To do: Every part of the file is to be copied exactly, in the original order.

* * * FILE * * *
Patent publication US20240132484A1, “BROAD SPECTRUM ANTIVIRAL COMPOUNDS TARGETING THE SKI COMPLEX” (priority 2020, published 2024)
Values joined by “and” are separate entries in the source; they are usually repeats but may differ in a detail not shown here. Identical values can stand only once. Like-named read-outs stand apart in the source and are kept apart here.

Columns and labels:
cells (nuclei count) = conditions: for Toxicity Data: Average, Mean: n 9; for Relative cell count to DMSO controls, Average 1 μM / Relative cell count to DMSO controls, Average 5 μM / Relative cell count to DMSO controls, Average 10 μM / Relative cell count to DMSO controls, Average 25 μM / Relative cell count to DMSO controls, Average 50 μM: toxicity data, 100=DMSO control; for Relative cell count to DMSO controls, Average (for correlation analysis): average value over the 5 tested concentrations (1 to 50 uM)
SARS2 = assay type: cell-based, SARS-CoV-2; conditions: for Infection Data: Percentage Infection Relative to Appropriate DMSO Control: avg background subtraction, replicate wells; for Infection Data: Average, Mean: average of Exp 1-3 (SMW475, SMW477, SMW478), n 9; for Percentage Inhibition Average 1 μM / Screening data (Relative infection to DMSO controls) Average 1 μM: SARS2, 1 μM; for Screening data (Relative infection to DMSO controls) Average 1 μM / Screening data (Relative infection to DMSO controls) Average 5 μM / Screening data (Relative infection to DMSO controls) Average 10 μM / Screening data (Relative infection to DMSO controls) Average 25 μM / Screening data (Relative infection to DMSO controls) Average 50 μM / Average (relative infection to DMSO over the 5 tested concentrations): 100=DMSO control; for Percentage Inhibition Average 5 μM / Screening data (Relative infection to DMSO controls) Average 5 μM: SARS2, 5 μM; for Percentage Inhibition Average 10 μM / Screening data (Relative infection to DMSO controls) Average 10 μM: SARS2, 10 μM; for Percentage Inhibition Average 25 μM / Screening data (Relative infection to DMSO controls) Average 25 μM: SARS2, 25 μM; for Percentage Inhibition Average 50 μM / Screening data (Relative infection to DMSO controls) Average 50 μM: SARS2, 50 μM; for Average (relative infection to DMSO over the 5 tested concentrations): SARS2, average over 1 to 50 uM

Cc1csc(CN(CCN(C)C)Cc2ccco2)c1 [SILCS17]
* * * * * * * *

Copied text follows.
Patent publication US20240132484A1, “BROAD SPECTRUM ANTIVIRAL COMPOUNDS TARGETING THE SKI COMPLEX” (priority 2020, published 2024)
Values joined by “and” are separate entries in the source; they are usually repeats but may differ in a detail not shown here. Identical values can stand only once. Like-named read-outs stand apart in the source and are kept apart here.

Columns and labels:
cells (nuclei count) = conditions: for Toxicity Data: Average, Mean: n 9; for Relative cell count to DMSO controls, Average 1 μM / Relative cell count to DMSO controls, Average 5 μM / Relative cell count to DMSO controls, Average 10 μM / Relative cell count to DMSO controls, Average 25 μM / Relative cell count to DMSO controls, Average 50 μM: toxicity data, 100=DMSO control; for Relative cell count to DMSO controls, Average (for correlation analysis): average value over the 5 tested concentrations (1 to 50 uM)
SARS2 = assay type: cell-based, SARS-CoV-2; conditions: for Infection Data: Percentage Infection Relative to Appropriate DMSO Control: avg background subtraction, replicate wells; for Infection Data: Average, Mean: average of Exp 1-3 (SMW475, SMW477, SMW478), n 9; for Percentage Inhibition Average 1 μM / Screening data (Relative infection to DMSO controls) Average 1 μM: SARS2, 1 μM; for Screening data (Relative infection to DMSO controls) Average 1 μM / Screening data (Relative infection to DMSO controls) Average 5 μM / Screening data (Relative infection to DMSO controls) Average 10 μM / Screening data (Relative infection to DMSO controls) Average 25 μM / Screening data (Relative infection to DMSO controls) Average 50 μM / Average (relative infection to DMSO over the 5 tested concentrations): 100=DMSO control; for Percentage Inhibition Average 5 μM / Screening data (Relative infection to DMSO controls) Average 5 μM: SARS2, 5 μM; for Percentage Inhibition Average 10 μM / Screening data (Relative infection to DMSO controls) Average 10 μM: SARS2, 10 μM; for Percentage Inhibition Average 25 μM / Screening data (Relative infection to DMSO controls) Average 25 μM: SARS2, 25 μM; for Percentage Inhibition Average 50 μM / Screening data (Relative infection to DMSO controls) Average 50 μM: SARS2, 50 μM; for Average (relative infection to DMSO over the 5 tested concentrations): SARS2, average over 1 to 50 uM

Cc1csc(CN(CCN(C)C)Cc2ccco2)c1 [SILCS17]